Eight weeks ago I was lying in a hospital bed. I had a sharp, stabbing pain in my side. Ultimately, that pain has resolved itself into a chronic condition, not life threatening, but enough to cause me difficulty for the foreseeable future.
As I lay there, I kept thinking about one thing: I hope this doesn’t screw up my plans for the World Cup next month.
I had taken the bold step of trying to organise a fairly major tournament all under my own steam. I love playing Old School, a format that only allows the oldest of Magic: the Gathering cards, and I wanted to come up with something extravagant that was a bit more than just some guys in a pub, or even an event hall or local store. I wanted to hold a tournament where who was playing mattered to the players, where friendship and bonding was more important than the game. I wanted it to be less about the Magic and more about the Gathering.
I settled on the idea of a team world cup fairly quickly. I wanted to encourage the international community to come along and play with a sense of pride, but the team format would give it an air of cameraderie and togetherness that individual events lack. London seemed like the best place to hold it due to the nearby airports, and Magic Madhouse kindly stepped up and offered us the use of their facilities. This included, thanks to their partnership with EXP, use of a bar and its kitchen.
One thing that has irritated me slightly about Magic tournaments for a while, especially big ones, is the lack of good food available while you’re playing. A lot of stores now, Atlantic Games among them, will offer food while you eat, but it is often standard gamer fare: burgers, chips, crisps, chocolate, etc. But I wanted extravagant. I had the opportunity to do something bigger, and so, in the middle of our tournament, I arranged for a three-course roast dinner to be served to our players. The team at EXP did an amazing job, with a spicy tomato soup, melt-in the mouth pork, delicious roast veg and a fruit crumble worthy of anyone’s mother.
This gave us a chance to pause mid tournament, a chance to chat over some of our tales from the day so far, to sit back and take things at our own pace. There wasn’t the stress of trying to co-ordinate people to go to this restaurant or that one, or the cat-herding task that is trying to get three other people to actually end up in the same restaurant as you that’s only down the road, yet someone has ended up three towns over. We all sat down, we all ate together and we were able to share in the gathering of Magic players.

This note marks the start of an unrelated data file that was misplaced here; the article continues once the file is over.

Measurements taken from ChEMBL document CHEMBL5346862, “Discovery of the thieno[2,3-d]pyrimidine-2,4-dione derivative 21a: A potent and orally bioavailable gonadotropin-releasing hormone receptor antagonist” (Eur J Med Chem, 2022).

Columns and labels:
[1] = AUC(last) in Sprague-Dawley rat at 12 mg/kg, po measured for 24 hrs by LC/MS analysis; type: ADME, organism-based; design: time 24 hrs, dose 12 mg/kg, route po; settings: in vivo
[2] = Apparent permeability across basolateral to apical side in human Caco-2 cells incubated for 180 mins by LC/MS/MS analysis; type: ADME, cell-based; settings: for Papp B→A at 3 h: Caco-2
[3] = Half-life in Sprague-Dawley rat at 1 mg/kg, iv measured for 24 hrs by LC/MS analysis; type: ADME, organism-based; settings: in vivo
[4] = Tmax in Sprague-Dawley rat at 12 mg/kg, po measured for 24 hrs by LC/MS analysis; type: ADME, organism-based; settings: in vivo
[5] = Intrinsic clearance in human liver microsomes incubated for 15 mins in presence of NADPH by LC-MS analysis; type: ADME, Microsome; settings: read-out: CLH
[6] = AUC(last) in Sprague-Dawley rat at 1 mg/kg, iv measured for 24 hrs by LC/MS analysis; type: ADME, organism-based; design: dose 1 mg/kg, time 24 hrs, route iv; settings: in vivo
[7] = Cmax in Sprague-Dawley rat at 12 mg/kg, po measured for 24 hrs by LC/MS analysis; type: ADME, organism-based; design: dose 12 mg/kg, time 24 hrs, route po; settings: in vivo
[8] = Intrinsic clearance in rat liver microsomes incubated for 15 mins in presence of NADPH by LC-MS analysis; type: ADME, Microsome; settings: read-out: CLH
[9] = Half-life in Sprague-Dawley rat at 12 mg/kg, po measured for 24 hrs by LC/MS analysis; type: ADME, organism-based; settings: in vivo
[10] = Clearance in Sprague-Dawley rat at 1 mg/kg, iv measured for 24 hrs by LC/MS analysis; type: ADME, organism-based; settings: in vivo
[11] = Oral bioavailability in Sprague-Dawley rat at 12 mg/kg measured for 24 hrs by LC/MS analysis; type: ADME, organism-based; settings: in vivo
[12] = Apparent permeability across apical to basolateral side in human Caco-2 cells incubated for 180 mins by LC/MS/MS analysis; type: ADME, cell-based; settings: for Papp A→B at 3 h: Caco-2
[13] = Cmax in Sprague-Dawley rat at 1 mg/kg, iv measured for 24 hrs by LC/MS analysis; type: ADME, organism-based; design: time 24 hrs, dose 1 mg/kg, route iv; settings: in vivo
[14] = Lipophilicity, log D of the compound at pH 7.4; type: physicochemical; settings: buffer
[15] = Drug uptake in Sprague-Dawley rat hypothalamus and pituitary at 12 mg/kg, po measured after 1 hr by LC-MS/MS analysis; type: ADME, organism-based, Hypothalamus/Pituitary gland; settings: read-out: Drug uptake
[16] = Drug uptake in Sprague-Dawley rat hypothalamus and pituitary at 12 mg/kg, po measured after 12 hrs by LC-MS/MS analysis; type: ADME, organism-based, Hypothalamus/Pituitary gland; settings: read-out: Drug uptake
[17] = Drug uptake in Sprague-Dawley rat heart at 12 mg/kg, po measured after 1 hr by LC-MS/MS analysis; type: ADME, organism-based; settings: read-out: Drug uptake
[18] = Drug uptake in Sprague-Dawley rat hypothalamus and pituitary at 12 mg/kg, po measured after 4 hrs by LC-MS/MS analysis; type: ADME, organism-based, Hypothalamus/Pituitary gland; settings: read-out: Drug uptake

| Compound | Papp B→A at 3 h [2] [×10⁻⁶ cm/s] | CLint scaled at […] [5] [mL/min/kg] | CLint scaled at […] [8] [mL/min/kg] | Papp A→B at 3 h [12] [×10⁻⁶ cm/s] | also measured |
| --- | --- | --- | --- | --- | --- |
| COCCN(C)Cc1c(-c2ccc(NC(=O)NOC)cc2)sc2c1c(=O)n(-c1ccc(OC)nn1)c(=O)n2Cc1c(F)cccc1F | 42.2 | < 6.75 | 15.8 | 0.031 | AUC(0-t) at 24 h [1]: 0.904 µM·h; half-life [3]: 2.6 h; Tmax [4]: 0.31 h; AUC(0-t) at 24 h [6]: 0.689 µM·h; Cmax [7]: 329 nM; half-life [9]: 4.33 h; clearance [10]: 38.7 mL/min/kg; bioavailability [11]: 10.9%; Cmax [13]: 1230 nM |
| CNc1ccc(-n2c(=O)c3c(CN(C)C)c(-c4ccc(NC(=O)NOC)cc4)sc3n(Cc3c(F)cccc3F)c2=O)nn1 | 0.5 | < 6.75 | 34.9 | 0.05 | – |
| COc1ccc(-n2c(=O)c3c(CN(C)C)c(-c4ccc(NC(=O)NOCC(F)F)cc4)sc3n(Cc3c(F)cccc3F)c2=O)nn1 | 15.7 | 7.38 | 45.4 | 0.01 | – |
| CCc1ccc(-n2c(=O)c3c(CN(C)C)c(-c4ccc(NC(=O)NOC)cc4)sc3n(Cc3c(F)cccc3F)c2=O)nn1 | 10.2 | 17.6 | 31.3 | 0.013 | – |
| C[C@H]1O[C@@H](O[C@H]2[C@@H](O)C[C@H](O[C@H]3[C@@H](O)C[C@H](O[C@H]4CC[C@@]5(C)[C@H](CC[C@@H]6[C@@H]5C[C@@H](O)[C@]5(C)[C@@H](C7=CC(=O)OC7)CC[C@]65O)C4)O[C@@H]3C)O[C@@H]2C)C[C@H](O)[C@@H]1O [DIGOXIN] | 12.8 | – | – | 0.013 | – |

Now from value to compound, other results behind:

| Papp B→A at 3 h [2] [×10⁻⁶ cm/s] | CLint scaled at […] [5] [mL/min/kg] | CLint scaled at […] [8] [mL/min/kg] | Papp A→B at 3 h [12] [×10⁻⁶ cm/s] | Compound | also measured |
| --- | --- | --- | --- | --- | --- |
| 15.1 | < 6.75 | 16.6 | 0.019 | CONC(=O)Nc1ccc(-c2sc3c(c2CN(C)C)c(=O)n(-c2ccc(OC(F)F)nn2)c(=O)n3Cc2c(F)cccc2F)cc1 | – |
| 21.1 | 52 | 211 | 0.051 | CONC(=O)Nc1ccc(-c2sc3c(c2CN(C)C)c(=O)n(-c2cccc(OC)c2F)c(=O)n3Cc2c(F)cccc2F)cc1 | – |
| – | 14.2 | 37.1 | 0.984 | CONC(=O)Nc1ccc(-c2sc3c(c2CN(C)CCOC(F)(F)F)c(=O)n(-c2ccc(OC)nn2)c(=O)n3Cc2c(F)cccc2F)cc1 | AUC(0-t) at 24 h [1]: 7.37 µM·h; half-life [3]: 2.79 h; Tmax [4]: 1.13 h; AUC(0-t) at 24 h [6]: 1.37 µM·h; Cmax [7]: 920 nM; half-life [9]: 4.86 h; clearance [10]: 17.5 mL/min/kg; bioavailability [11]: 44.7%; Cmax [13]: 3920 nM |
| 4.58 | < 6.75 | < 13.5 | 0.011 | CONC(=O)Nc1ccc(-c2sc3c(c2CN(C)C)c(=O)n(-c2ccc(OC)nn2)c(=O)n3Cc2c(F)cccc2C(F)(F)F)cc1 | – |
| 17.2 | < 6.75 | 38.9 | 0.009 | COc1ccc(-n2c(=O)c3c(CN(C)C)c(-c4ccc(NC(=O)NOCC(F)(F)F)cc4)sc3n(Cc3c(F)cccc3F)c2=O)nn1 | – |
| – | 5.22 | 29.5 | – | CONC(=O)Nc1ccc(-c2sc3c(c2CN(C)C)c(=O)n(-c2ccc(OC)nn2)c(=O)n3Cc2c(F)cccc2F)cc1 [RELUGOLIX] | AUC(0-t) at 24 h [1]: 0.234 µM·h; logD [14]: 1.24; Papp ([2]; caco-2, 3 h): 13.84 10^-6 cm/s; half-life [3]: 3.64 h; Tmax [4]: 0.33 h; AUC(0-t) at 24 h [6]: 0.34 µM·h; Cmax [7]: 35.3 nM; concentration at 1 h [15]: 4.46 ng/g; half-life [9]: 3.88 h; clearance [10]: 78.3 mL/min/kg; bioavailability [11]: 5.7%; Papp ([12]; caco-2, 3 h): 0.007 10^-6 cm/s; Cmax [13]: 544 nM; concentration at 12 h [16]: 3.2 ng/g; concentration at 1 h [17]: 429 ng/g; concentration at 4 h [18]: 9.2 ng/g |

Speaking of which, I should probably introduce you to some players and their decks.
Back row: Christopher Cooper & Partick Van Beek (Team West England); Andrew Klein, Pieter Loubser & Jordan Boyle (Team South Africa); David Firth Bard, Steve Rich (is actually that tall) and Jason Savage (standing on a chair) (Team USA); Ben T (Team London England).
Front Row: Chris Aston (Judge); James Griffin (Team West England); Leo Bruder, David Chambers & Marc Lanigra (Team Germany); Tom Brown, Bryan Connolly & Karl Hagan (Team England Midlands aka Team Scotland aka Team Chaos Orb); Stebbo & Scott Latham (Team London England)
Not Pictured: Team South Africa Deck C Jordan Boyle- Black Red Artifact Aggro
The format of the tournament was 5 rounds Round Robin: each team would play each other teams and the decks would have fixed seating of A, B and C decks, playing against the corresponding decks of the opposing teams. The decks would be built follwing the old Unified Constructed rules, which basically mean that if you put all three decks with their sideboards in a pile you’d still get a legal deck. This gave a little more flexibility to the teams than the newer rules which don’t allow a card to appear in two different decks. We went with the older rule set as it gave more flexibility with cards like Disenchant, Mishra’s Factory and City of Brass where there are very few direct replacements available in the format and it felt better to be able to share these out.
The best two teams would go through to the final, with ties being settled by virtue of Head to Head record (with other tie breaks available if needed- and they nearly were!). The winners of the final would be crowned champions of the inaugral Old School World Magic Cup. They would receive a trophy each, along with a copy of Presence of the Master, with the runners up getting a sealed booster of Japanese Chronicles. All players also recieved a copy of Moss Monster signed by all participants.